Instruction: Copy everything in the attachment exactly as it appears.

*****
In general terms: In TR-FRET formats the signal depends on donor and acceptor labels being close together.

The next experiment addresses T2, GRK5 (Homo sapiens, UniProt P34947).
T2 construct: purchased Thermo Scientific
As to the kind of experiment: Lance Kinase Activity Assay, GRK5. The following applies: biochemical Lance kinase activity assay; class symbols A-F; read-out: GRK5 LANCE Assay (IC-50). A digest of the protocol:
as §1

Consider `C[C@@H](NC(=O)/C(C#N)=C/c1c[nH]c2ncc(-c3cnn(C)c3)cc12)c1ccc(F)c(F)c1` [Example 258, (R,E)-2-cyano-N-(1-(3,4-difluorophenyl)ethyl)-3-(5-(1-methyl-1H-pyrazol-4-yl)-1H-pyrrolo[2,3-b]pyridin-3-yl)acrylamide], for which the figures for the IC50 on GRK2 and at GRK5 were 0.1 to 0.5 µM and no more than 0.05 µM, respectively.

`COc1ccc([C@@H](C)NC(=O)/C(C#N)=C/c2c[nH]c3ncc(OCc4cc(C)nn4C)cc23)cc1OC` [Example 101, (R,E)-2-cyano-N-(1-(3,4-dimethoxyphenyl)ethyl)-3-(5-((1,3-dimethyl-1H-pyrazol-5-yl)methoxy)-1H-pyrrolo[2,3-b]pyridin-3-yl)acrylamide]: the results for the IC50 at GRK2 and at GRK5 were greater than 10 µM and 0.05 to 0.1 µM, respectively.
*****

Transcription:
In general terms: In TR-FRET formats the signal depends on donor and acceptor labels being close together.

The next experiment addresses T2, GRK5 (Homo sapiens, UniProt P34947).
T2 construct: purchased Thermo Scientific
As to the kind of experiment: Lance Kinase Activity Assay, GRK5. The following applies: biochemical Lance kinase activity assay; class symbols A-F; read-out: GRK5 LANCE Assay (IC-50). A digest of the protocol:
as §1

Consider `C[C@@H](NC(=O)/C(C#N)=C/c1c[nH]c2ncc(-c3cnn(C)c3)cc12)c1ccc(F)c(F)c1` [Example 258, (R,E)-2-cyano-N-(1-(3,4-difluorophenyl)ethyl)-3-(5-(1-methyl-1H-pyrazol-4-yl)-1H-pyrrolo[2,3-b]pyridin-3-yl)acrylamide], for which the figures for the IC50 on GRK2 and at GRK5 were 0.1 to 0.5 µM and no more than 0.05 µM, respectively.

`COc1ccc([C@@H](C)NC(=O)/C(C#N)=C/c2c[nH]c3ncc(OCc4cc(C)nn4C)cc23)cc1OC` [Example 101, (R,E)-2-cyano-N-(1-(3,4-dimethoxyphenyl)ethyl)-3-(5-((1,3-dimethyl-1H-pyrazol-5-yl)methoxy)-1H-pyrrolo[2,3-b]pyridin-3-yl)acrylamide]: the results for the IC50 at GRK2 and at GRK5 were greater than 10 µM and 0.05 to 0.1 µM, respectively.